What is the value of care?
Revaluing Care in the Global Economy is an ongoing international, interdisciplinary collaboration that started from a recognition that we’ve been talking about the maldistribution of carework for over a century. For at least half a century there has been a robust body of research and critical thinking across disciplines, including extensive data collection, various metrics and indices, and reams of essays decrying the fact that — around the world — carework remains badly undervalued in all senses and falls overwhelmingly to women, particularly racially or ethnically marginalized women. The standard repertoire of solutions — state-, market-, and technology-based approaches — have barely made a dent in the problem, and even modest legislative reforms are a very heavy lift.
We launched this project in 2018 to see if we could find ways to open up this question of valuing care to think about it from new perspectives. Following a two-day brainstorming workshop in April 2019, we decided to focus on three principal research areas:
1) metrics (how to measure care, how it affects care when we try to measure it)
2) governance (how laws and policies both foster and reflect normative values of care)
3) social practices (how various practices and social formations inform attention to care).
We also have started from two fundamental premises that have become even more evident since we started:
1) that social, cultural, and ecological care are all interdependent and imbricate and
2) that innovative solutions to the “crisis of care” can be found in many corners the world, particularly those that have been most suspicious of the standard repertoire of solutions
The Revaluing Care project — like everything else on the planet — was knocked sideways when Covid hit, but the pandemic also served as a kind of blacklight, illuminating many aspects of care and its value that had remained invisible or only partially visible as most of us move through the world.
In 2021-22, we focused on the theme of Visualizing Care – a project that stems not only from long-standing feminist efforts to make visible the time, labor, attention, and expertise required for care but also from a discomfort with our own efforts to represent care without reinscribing naturalized and common-sensical conceptions of what constitutes care and what care implies. Working with several members of our group here at Duke, we decided to turn to artists to help us defamiliarize our understanding of care and to help us develop new sensory and lexical vocabularies for representing care. During that year, we conducted a series of virtual workshops and art exhibitions, culminating in the May 2022 Visualizing Care conference.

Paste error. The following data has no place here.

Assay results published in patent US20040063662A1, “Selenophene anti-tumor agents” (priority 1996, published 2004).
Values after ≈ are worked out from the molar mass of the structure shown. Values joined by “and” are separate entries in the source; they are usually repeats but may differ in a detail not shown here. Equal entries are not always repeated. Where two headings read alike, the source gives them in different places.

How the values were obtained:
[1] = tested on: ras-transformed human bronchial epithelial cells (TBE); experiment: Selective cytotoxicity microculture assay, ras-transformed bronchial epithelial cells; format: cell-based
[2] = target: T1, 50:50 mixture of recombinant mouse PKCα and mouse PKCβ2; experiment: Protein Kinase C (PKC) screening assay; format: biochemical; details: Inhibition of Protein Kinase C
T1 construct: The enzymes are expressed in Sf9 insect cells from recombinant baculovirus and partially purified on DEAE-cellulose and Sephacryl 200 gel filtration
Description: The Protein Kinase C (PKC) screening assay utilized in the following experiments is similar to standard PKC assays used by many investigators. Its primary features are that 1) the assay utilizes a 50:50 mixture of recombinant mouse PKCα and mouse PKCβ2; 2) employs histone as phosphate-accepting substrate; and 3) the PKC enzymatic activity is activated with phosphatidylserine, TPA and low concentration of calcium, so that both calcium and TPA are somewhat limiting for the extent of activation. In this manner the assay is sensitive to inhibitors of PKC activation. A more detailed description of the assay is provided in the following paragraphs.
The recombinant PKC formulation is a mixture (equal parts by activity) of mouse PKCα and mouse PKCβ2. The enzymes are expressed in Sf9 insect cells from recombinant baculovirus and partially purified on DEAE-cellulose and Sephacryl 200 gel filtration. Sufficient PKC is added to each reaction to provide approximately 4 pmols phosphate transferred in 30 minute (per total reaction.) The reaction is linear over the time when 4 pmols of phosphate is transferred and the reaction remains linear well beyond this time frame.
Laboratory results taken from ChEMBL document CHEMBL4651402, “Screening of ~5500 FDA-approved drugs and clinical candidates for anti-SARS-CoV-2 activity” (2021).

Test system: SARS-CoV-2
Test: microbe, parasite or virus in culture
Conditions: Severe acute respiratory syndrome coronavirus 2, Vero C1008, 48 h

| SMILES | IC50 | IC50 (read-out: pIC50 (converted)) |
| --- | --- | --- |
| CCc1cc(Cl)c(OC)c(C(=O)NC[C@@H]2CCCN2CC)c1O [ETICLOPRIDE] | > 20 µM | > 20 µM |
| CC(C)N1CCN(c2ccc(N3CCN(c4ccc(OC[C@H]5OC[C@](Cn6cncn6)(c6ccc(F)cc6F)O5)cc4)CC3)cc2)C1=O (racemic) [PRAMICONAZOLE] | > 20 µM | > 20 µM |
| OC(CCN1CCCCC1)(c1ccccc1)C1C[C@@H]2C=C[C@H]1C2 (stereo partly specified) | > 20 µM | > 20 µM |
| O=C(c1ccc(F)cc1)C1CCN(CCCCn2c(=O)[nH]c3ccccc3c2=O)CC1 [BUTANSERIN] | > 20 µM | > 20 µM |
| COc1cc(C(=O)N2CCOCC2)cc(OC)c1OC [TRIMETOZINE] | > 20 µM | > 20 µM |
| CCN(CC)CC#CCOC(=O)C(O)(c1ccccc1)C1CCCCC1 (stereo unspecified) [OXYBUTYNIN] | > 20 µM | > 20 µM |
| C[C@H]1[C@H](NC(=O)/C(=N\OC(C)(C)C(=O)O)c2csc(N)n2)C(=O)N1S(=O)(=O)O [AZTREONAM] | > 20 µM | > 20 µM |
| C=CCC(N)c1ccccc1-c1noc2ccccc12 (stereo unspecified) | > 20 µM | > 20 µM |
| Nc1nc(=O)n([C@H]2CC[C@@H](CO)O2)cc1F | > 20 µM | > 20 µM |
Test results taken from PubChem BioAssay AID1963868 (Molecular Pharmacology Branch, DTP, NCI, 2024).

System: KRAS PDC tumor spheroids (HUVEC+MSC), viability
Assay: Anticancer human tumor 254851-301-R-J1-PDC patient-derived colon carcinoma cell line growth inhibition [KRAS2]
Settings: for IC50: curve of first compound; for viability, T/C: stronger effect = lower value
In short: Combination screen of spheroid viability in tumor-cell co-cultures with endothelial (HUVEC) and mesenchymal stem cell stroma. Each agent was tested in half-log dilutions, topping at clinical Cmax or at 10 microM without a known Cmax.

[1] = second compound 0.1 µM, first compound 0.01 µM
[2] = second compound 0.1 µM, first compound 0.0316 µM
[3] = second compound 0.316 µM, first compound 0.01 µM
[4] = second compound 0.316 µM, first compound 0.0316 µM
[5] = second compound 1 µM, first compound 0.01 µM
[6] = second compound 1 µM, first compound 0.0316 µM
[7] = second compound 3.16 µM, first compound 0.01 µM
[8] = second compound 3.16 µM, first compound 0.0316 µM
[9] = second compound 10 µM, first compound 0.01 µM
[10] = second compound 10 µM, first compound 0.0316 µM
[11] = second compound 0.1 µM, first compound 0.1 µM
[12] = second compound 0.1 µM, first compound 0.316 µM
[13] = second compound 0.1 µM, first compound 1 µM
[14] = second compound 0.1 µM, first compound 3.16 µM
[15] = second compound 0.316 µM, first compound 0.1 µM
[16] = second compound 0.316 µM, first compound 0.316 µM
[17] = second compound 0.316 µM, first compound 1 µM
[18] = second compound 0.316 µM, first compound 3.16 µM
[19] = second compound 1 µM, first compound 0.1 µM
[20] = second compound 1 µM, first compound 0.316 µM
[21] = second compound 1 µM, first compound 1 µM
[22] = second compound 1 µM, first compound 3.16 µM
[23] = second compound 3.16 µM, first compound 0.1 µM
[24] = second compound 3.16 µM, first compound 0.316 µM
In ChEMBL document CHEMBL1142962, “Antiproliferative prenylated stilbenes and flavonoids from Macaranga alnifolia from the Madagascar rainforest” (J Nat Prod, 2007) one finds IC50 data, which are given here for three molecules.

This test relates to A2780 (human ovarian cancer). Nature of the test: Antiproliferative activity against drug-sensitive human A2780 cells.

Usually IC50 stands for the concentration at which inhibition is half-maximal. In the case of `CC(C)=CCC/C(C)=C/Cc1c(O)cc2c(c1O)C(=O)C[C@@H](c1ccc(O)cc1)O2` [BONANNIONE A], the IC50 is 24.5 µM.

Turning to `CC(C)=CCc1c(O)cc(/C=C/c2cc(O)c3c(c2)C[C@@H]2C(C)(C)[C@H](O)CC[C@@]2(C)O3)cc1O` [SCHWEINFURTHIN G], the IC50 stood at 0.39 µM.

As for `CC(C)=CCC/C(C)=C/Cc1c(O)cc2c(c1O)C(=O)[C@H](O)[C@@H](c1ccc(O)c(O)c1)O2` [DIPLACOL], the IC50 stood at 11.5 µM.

In 2022-23 we will focus more on incubating and amplifying research in this area. First, we are planning to host a series of work-in-progress seminars that will allow authors — particularly younger and underrepresented writers — to receive critical feedback on an article- or chapter-length piece of writing before submitting it for publication. Second, we have launched an open-access, Zotero-based bibliography that allows people to add entries for work that contributes to the conversation about revaluing social, cultural, or ecological care. We are offering course development mini-grants to work with instructors to incorporate bibliography entries into their teaching so that we can expand the bibliography. We’re particularly interested in collaborating with instructors from around the world who can expand beyond the Euro-North American and English-language emphasis we currently have.
The Revaluing Care in the Global Economy project has enjoyed broad support at Duke. We particularly want to thank Eve Duffy in the Duke Office for Global Affairs, who has been the fairy godmother for this project from its inception. The Program in Gender, Sexuality and Feminist Studies and the Mellon-funded Humanities Unbounded program have provided both financial and administrative support. Duke’s Bass Connections program supported a parallel project that focused on questions of metrics and creating a resource hub for community partners. We have also received support from the Franklin Humanities Institute, the Josiah Charles Trent Memorial Foundation Endowment Fund, the Kenan Institute for Ethics, the Duke in Africa Initiative, and the Duke in India Initiative.